In this presentation I will discuss my career to date and explain why being true to yourself is important. Industrial research is an interesting environment and poses different technical challenges to what you’re exposed to during your undergraduate and post graduate studies. During the last 17 years I have worked within the research groups of two international companies and have been exposed to and worked on lots of technologies and processes. The blessing of fire came when I started my first industrial job and realised that most of the controlled polymerisation chemistry I had worked on during my PhD was pretty useless in the industry I was working within. This made for an interesting start to my career but taught me plenty about industrial research. I always look for new challenges and one of the most fruitful activities has been taking my own processes from initial concept to full scale manufacturing facilities. Having a thorough understanding of how manufacturing facilities operate gives you an insightful technical edge when developing new products. Unfortunately, precipitation isn’t a widely recognised industrial method of purifying your polymer – it is OK with 10 g in the PhD research lab but not on a 20 metric tonne batch of product.

Dr Carl Waterson, Innospec Inc.

Dr Joe Gaunt CDT Industrial Seminar

RSC John B Goodenough Award Lecture
100 years on. Farewell, experimental crystallography?

2016 is the centenary of the discovery of powder diffraction. This talk, which focuses on a single material, considers the power and scope of the technique and reflects on the future reach of experimental crystallography.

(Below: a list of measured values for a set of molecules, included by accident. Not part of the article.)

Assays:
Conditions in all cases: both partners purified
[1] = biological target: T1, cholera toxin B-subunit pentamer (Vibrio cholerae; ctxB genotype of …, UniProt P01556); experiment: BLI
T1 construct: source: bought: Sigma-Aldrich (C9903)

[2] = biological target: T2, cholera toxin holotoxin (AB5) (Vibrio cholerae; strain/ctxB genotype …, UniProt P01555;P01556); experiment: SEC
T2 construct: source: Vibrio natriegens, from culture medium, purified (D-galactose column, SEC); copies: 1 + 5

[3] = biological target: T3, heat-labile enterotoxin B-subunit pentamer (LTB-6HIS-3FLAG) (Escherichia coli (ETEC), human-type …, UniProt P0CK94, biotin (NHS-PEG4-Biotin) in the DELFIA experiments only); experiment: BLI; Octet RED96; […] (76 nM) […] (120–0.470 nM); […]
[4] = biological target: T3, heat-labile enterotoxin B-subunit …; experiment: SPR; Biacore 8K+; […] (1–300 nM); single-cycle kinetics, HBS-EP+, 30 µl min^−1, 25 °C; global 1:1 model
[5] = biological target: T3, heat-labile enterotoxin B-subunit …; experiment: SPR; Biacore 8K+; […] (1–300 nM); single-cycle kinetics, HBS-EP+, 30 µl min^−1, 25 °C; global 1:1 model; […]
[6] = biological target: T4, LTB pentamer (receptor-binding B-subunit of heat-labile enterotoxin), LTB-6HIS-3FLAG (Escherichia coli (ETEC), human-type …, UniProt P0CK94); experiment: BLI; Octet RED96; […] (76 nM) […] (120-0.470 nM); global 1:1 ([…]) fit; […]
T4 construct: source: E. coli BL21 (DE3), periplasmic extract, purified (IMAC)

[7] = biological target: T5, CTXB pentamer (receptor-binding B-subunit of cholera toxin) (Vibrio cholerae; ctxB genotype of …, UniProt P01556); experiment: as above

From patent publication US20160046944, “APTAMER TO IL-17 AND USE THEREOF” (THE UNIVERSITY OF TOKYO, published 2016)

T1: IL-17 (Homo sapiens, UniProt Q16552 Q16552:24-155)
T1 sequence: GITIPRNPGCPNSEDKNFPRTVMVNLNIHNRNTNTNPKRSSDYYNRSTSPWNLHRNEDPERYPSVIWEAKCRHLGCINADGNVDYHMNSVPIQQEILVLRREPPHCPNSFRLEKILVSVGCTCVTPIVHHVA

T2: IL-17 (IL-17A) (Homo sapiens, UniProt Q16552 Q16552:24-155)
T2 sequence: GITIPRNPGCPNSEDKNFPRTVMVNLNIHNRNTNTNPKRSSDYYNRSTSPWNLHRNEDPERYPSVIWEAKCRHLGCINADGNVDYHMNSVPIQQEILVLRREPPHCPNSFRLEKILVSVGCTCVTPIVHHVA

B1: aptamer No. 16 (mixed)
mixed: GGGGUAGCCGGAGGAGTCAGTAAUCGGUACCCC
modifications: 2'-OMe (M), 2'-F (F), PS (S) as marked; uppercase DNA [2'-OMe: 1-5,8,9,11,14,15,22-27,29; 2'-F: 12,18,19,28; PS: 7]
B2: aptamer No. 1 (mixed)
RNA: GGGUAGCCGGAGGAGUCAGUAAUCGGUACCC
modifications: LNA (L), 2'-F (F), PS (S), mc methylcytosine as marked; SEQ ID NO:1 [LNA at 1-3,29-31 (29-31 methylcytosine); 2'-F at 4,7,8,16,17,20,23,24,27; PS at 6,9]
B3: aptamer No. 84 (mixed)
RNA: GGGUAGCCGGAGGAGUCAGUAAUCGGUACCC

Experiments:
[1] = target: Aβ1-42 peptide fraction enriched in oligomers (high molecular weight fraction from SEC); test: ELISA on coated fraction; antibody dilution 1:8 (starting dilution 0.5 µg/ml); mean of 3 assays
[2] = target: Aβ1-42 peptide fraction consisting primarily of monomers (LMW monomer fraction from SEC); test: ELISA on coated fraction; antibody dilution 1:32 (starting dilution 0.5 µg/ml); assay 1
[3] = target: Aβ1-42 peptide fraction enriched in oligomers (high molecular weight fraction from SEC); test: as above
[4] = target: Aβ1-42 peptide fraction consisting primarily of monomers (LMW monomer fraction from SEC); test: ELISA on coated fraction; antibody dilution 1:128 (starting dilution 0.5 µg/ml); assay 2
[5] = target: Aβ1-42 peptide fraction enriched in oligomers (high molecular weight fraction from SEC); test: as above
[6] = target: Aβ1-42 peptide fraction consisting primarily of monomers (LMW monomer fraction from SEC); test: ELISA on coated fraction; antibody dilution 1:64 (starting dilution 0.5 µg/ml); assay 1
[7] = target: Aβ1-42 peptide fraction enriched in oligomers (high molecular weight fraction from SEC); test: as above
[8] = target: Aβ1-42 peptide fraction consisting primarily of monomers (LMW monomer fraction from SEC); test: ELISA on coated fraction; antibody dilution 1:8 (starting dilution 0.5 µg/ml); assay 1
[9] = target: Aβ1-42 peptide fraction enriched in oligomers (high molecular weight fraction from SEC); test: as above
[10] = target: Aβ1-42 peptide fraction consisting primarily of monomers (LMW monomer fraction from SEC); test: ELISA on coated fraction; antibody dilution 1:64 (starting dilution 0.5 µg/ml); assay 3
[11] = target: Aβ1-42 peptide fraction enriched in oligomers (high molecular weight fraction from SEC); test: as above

Lithium borohydride is a very interesting compound. Initially studied as a potential hydrogen storage material, it is also under consideration as a solid electrolyte in lithium batteries. In terms of crystal structure, the first issue of note is the case of a mistaken high-temperature hexagonal space group where the development of superionic behaviour above a 108 ̊C structural phase transition is associated with the introduction of order.

The low-temperature orthorhombic crystal structure, however, turns out to be even more of a puzzle. While initially appearing to be straightforward, quite different results are obtained from Rietveld and pair-distribution-function (PDF) analyses of the same low-temperature powder diffraction data. Rietveld analysis reveals subtle structure details that suggest a highly regular crystalline material while interpretation of the pair distribution function indicates that long-range order does not exist even at low temperatures.

Our detailed density functional molecular dynamics computational studies have resolved this conundrum and give a far more detailed insight into the structural behaviour of this material than is available from our experimental diffraction measurements. This leaves us with a third enigma. Although lithium borohydride is a very simple material, the superior insights afforded by the DFT-MD computational studies invite the question of whether, or indeed when, in the next 100 years the balance between computational and experimental structural measurements will shift irrevocably to the computational.

Prof Bill David, Oxford University

Prof Lee Brammer Departmental Seminar

Trapped in imidazole – how to accumulate multiple photoelectrons on a black-absorbing ru-dye